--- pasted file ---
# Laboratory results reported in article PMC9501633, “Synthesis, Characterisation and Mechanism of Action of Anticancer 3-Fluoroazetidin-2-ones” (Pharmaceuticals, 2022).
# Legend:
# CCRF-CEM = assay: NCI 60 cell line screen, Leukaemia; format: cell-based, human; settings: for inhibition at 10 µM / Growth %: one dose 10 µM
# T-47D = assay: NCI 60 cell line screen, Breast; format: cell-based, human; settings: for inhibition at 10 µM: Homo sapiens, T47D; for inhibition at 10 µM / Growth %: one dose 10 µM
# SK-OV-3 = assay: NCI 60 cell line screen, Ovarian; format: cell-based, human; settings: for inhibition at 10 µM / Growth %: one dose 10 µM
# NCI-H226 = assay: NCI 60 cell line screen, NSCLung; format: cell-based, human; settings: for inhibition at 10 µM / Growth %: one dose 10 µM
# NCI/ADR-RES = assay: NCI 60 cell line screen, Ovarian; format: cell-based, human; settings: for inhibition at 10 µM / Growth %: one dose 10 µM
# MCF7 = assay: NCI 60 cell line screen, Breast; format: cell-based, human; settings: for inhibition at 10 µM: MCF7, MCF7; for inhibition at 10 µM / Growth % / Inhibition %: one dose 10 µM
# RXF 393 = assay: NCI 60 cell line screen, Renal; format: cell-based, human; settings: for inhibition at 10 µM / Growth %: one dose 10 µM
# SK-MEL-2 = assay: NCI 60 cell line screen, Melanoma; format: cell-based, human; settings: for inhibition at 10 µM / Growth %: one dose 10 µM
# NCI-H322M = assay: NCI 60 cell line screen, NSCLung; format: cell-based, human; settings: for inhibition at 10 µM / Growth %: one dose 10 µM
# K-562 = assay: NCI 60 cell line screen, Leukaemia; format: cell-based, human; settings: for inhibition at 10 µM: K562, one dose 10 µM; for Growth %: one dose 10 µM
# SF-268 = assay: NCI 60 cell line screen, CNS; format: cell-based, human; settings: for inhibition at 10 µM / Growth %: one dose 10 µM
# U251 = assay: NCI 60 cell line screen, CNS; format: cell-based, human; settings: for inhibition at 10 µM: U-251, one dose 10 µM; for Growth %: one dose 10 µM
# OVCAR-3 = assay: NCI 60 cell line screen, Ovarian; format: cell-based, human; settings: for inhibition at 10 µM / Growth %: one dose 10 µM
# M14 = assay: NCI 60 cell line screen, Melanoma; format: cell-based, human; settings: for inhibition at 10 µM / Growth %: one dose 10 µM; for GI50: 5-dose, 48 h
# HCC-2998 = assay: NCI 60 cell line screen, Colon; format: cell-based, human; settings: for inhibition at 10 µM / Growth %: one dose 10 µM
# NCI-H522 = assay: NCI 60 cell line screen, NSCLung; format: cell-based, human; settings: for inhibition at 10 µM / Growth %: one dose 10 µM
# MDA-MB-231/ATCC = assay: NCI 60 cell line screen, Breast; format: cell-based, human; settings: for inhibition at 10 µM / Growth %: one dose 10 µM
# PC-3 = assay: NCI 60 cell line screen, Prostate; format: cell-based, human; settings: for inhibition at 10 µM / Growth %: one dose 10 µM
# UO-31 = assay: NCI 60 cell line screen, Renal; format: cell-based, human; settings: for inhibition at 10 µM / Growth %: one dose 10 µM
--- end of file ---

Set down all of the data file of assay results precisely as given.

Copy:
# Laboratory results reported in article PMC9501633, “Synthesis, Characterisation and Mechanism of Action of Anticancer 3-Fluoroazetidin-2-ones” (Pharmaceuticals, 2022).
# Legend:
# CCRF-CEM = assay: NCI 60 cell line screen, Leukaemia; format: cell-based, human; settings: for inhibition at 10 µM / Growth %: one dose 10 µM
# T-47D = assay: NCI 60 cell line screen, Breast; format: cell-based, human; settings: for inhibition at 10 µM: Homo sapiens, T47D; for inhibition at 10 µM / Growth %: one dose 10 µM
# SK-OV-3 = assay: NCI 60 cell line screen, Ovarian; format: cell-based, human; settings: for inhibition at 10 µM / Growth %: one dose 10 µM
# NCI-H226 = assay: NCI 60 cell line screen, NSCLung; format: cell-based, human; settings: for inhibition at 10 µM / Growth %: one dose 10 µM
# NCI/ADR-RES = assay: NCI 60 cell line screen, Ovarian; format: cell-based, human; settings: for inhibition at 10 µM / Growth %: one dose 10 µM
# MCF7 = assay: NCI 60 cell line screen, Breast; format: cell-based, human; settings: for inhibition at 10 µM: MCF7, MCF7; for inhibition at 10 µM / Growth % / Inhibition %: one dose 10 µM
# RXF 393 = assay: NCI 60 cell line screen, Renal; format: cell-based, human; settings: for inhibition at 10 µM / Growth %: one dose 10 µM
# SK-MEL-2 = assay: NCI 60 cell line screen, Melanoma; format: cell-based, human; settings: for inhibition at 10 µM / Growth %: one dose 10 µM
# NCI-H322M = assay: NCI 60 cell line screen, NSCLung; format: cell-based, human; settings: for inhibition at 10 µM / Growth %: one dose 10 µM
# K-562 = assay: NCI 60 cell line screen, Leukaemia; format: cell-based, human; settings: for inhibition at 10 µM: K562, one dose 10 µM; for Growth %: one dose 10 µM
# SF-268 = assay: NCI 60 cell line screen, CNS; format: cell-based, human; settings: for inhibition at 10 µM / Growth %: one dose 10 µM
# U251 = assay: NCI 60 cell line screen, CNS; format: cell-based, human; settings: for inhibition at 10 µM: U-251, one dose 10 µM; for Growth %: one dose 10 µM
# OVCAR-3 = assay: NCI 60 cell line screen, Ovarian; format: cell-based, human; settings: for inhibition at 10 µM / Growth %: one dose 10 µM
# M14 = assay: NCI 60 cell line screen, Melanoma; format: cell-based, human; settings: for inhibition at 10 µM / Growth %: one dose 10 µM; for GI50: 5-dose, 48 h
# HCC-2998 = assay: NCI 60 cell line screen, Colon; format: cell-based, human; settings: for inhibition at 10 µM / Growth %: one dose 10 µM
# NCI-H522 = assay: NCI 60 cell line screen, NSCLung; format: cell-based, human; settings: for inhibition at 10 µM / Growth %: one dose 10 µM
# MDA-MB-231/ATCC = assay: NCI 60 cell line screen, Breast; format: cell-based, human; settings: for inhibition at 10 µM / Growth %: one dose 10 µM
# PC-3 = assay: NCI 60 cell line screen, Prostate; format: cell-based, human; settings: for inhibition at 10 µM / Growth %: one dose 10 µM
# UO-31 = assay: NCI 60 cell line screen, Renal; format: cell-based, human; settings: for inhibition at 10 µM / Growth %: one dose 10 µM